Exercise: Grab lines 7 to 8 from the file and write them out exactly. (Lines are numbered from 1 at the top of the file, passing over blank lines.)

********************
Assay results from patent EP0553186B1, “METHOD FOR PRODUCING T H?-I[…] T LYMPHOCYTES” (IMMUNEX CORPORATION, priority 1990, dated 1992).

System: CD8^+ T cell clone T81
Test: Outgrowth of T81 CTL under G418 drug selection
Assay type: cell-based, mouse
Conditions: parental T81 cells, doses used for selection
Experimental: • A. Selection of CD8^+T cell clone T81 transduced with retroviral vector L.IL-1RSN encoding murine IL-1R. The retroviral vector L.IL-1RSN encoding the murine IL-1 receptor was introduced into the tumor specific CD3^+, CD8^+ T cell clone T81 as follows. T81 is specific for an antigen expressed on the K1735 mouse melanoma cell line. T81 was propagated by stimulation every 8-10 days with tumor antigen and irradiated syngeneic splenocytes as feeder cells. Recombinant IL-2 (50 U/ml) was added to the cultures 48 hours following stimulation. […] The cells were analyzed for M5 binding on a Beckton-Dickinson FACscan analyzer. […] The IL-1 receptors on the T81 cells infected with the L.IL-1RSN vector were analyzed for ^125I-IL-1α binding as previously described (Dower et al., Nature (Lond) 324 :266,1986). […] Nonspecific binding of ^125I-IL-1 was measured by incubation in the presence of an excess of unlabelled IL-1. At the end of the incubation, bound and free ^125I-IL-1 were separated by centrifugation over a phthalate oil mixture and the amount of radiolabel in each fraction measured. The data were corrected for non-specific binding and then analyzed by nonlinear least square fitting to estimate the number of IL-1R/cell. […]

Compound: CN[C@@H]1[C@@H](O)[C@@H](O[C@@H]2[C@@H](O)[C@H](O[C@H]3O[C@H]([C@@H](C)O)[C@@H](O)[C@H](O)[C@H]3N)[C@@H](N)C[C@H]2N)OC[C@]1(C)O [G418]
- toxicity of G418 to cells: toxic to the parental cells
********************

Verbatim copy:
Compound: CN[C@@H]1[C@@H](O)[C@@H](O[C@@H]2[C@@H](O)[C@H](O[C@H]3O[C@H]([C@@H](C)O)[C@@H](O)[C@H](O)[C@H]3N)[C@@H](N)C[C@H]2N)OC[C@]1(C)O [G418]
- toxicity of G418 to cells: toxic to the parental cells